Home Start watching Cliff camp

Federal government emphasizes providing homes first rather than emergency programs.

While the city gears up to hire four outreach workers and gets ready to unveil its homelessness strategy next week, the Alouette Home Start Society is keeping an eye on the Cliff Avenue camp thanks to its part-time community outreach worker.

Erin Styles makes regular checks, tries to visit the camp three times a week, handing out water bottles and ensuring everyone’s OK.

Asked what the main issue for people at the camp and Stephanie Ediger, executive-director of the Alouette Home Start Society has a simple reply.


Sometimes people are homeless because they lose a job, sometimes it’s because of mental health issues, sometimes it’s because of drug use.

“But that’s not a reason to blame a person for being homeless. Other issues are compounded by not having a home.”

Each person needs to be heard, Ediger added, and support provided once he or she is found a home.

“You still need a place to live and there’s not enough affordable housing.”

Ediger supports Mayor Nicole’s Read’s homelessness solutions task force, as well as the new Housing First program promoted by the federal government, which emphasizes providing homes first rather than emergency programs.

Read has said she wants to ensure Maple Ridge receives some that funding when the next grant application period opens in 2016.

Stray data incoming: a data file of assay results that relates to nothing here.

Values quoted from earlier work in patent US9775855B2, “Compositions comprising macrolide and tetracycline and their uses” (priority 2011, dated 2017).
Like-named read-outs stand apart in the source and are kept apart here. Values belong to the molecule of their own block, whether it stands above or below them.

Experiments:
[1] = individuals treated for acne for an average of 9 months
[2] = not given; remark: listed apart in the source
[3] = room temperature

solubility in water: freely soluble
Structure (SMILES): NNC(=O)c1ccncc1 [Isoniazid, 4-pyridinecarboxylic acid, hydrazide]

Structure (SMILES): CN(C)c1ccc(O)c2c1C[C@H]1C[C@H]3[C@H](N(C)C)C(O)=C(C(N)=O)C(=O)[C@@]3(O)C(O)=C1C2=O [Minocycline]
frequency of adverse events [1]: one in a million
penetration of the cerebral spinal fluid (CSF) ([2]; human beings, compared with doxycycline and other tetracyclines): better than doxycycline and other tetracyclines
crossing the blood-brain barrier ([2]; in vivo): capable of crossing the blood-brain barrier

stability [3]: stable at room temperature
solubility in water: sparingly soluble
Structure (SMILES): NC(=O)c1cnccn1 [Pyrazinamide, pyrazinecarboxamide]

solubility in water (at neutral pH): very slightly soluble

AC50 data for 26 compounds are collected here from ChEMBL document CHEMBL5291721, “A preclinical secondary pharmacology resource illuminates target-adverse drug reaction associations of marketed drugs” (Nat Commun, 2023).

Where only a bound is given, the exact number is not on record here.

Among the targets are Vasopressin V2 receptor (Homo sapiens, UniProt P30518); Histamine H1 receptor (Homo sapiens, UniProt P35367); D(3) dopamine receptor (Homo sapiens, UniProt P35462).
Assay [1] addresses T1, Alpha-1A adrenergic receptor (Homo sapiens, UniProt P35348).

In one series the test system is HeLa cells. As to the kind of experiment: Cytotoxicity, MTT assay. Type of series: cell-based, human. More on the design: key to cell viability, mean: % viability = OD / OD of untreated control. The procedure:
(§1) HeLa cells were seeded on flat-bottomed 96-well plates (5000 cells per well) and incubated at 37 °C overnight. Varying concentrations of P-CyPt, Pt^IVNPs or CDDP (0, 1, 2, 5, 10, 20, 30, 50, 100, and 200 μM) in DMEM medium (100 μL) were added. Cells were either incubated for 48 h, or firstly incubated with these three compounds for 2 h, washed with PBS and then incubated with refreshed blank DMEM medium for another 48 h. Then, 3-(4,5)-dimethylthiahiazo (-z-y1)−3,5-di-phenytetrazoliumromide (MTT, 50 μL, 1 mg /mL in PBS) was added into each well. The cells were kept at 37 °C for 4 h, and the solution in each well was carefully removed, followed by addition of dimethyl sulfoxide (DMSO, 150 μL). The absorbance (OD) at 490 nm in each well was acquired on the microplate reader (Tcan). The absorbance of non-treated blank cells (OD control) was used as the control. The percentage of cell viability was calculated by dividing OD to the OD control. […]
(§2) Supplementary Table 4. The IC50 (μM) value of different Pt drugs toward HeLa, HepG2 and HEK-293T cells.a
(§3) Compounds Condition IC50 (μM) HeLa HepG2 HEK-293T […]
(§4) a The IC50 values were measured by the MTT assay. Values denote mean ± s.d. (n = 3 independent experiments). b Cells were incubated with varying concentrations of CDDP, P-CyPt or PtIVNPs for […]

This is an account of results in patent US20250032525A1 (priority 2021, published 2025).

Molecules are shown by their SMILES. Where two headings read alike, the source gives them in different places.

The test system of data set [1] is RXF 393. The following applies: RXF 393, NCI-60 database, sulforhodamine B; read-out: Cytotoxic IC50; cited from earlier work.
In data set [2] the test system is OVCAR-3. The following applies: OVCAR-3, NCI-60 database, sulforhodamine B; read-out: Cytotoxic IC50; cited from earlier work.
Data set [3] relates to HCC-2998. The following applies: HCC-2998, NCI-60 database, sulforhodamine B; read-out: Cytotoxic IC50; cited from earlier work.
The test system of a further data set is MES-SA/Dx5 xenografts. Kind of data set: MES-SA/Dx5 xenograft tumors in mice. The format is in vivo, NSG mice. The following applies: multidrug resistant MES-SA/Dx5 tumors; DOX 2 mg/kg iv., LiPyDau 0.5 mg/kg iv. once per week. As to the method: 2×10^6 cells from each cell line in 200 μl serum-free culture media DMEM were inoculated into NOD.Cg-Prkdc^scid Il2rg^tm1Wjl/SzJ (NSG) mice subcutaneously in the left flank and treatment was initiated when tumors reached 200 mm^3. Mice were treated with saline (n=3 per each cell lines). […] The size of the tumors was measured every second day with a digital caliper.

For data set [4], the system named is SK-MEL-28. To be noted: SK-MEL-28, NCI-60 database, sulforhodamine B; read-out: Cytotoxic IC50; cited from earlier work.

“We would certainly be willing to work with the city. We’re certainly willing to work with the city and become part of the solution and work on Housing First,” Ediger said.

The Home Start Society lost its funding for its emergency overnight beds at the Iron Horse Youth Safe House after the federal government shifted to Housing First.

The society didn’t apply because it said it had little chance of its emergency program being funded.

It also lost funding for its two outreach workers, cutting that to a half-time position.

Ediger said people may have ended up on Cliff Avenue simply because there’s nowhere else to go after gradually being moved from other camps around the city. But those people are now asking where they’re supposed to go.

“We’re really happy,” that there’s are efforts being made to find better options for everybody, Ediger added.

She said the society has recently talked with the mayor about the issue will advise the task force, but so far the society hasn’t been named to one of the five teams that task force has marshalled.

However, Ediger said she’s glad to be consulted with in the process.










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